Snails and slugs chew and feed on algae, decaying organic matter, and various living plants. They chew irregular holes in leaves or entirely clip off succulent plant parts. They sometimes chew flowers, fruit, roots, and tender bark. They make shiny to whitish trails on plants and other surfaces where their dark to pale feces may also be found. Because they prefer humid or moist conditions and prefer to feed on succulent plant parts, they are primarily pests of herbaceous and low-growing plants and seedlings. Quarantines prohibit the sale and shipment among counties and states of plants infested with the introduced brown garden snail, white garden snail, other exotic snails or slugs, and commonly all mollusks.


    Employ a combination of methods for effective snail and slug management:

    • Eliminate where feasible the places where snails and slugs can hide during the day. Boards, debris, stones, leafy branches growing close to the ground, weedy areas, and dense ground covers such as ivy are ideal sheltering spots. Reducing hiding places allows fewer snails and slugs to survive.
    • Inspect regularly the remaining places where slugs and snails seek shelter. The survivors will congregate there for spot control, such as by handpicking. Brown garden snails are often found on nursery containers. Slugs may be found under containers.
    • Switch from sprinkler to drip irrigation to reduce humidity and surface moisture, making the habitat less favorable for mollusks.
    • Where possible, do not grow plants on wooden benches and pallets. These stay moist for a long time, tend to be good sites for growth of algae on which mollusks feed, and provide snails and slugs places to hide between the bench or pallet and containers.

    Biological Control

    Snails and slugs have many natural enemies, including parasitic flies in the families Sciomyzidae and Phoridae, mites, nematodes, pathogens, Scaphinotus spp. and other predaceous ground beetles, staphylinidbeetles such as devil's coach horse (Ocypus olens), and small vertebrates such as birds, snakes, toads, and turtles. But natural enemies do not provide satisfactory control of mollusks in production nurseries.

    The omnivorous decollate snail (Rumina decollata) is commercially available for biological control of pest snails in Fresno, Imperial, Kern, Los Angeles, Madera, Orange, Riverside, Santa Barbara, San Bernardino, San Diego, Ventura, and Tulare counties. Because of the potential impact of the decollate snail on certain endangered and native mollusks, it cannot be released outside of the above counties.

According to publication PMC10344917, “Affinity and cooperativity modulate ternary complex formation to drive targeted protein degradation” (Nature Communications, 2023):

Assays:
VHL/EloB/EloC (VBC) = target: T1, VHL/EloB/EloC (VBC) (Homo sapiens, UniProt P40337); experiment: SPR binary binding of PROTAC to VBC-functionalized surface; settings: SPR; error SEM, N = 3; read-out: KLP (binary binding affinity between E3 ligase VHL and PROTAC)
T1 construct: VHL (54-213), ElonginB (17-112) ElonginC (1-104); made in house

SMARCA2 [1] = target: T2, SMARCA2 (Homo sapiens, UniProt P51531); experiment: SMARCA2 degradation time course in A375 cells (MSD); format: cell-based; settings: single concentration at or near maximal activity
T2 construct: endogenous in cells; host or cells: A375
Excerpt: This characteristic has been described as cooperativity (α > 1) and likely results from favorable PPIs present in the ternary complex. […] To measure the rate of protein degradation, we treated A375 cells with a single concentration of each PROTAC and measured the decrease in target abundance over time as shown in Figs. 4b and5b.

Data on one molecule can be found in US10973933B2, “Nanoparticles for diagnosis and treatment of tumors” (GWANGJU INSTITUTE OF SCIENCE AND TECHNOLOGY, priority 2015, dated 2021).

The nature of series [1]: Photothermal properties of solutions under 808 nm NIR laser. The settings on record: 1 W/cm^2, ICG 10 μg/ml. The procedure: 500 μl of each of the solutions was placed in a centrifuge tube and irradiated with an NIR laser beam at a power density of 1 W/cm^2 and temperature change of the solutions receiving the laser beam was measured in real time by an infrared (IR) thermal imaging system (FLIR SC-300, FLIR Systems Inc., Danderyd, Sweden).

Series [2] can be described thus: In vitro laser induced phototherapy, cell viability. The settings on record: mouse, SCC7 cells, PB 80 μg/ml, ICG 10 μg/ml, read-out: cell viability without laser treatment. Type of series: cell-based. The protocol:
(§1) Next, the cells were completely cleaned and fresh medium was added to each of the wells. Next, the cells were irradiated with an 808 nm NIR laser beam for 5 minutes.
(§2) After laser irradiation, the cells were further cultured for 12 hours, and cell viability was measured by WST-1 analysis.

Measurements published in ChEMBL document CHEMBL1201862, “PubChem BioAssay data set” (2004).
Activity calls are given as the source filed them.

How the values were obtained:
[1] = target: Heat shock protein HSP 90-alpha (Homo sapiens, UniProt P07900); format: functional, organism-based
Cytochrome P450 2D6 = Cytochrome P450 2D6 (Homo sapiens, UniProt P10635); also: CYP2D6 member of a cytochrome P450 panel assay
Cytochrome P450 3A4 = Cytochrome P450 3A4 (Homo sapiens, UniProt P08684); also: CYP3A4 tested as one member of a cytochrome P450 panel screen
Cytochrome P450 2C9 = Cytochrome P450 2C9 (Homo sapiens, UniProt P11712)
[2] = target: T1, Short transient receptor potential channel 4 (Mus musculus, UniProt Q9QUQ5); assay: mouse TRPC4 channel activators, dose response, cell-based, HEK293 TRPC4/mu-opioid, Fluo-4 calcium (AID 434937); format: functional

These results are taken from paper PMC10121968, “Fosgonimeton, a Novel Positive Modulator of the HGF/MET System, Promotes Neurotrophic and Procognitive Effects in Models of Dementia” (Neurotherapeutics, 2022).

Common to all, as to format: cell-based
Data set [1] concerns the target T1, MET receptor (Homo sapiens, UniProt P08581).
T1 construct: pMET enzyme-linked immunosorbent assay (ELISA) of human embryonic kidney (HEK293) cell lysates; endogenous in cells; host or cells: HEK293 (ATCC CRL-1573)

Decollate snail release in commercial nurseries is not recommended because all plants must be snail-free. In addition to feeding on other snails, decollate snails feed on some seedlings and succulent, small plants. Before shipping plants, any decollate and other snails must be removed.

    Cultural Control

    Carefully inspect new plants and propagation stock to ensure they are pest free. Reduce hiding places that allow snails and slugs to survive and thrive. Use good sanitation and keep growing areas free of clutter and weeds. Grow plants off the ground and on metal benches and not on anything made of wood. Switch from overhead irrigation to drip to reduce the wetness of growing areas that favors pest mollusks. Increase the frequency between irrigations to the extent compatible with good plant growth. Irrigate early in the day so surfaces are drier by evening when mollusks become active. Apply copper bands or screens on benches to inhibit the movement of snails and slugs from the ground to plants on benches.


    Handpicking can be very effective if done thoroughly on a regular basis and in combination with reducing the places where mollusks can hide. Snails and slugs can be controlled and monitored using trap boards positioned throughout the nursery as discussed below. Crush and dispose of mollusks in covered containers away from crops. Snails and slugs may also be killed before disposal by dropping in a bucket with soapy water or diluted ammonia (5 to 10% solution). Do not apply salt to destroy snails and slugs as salt can increase soil salinity.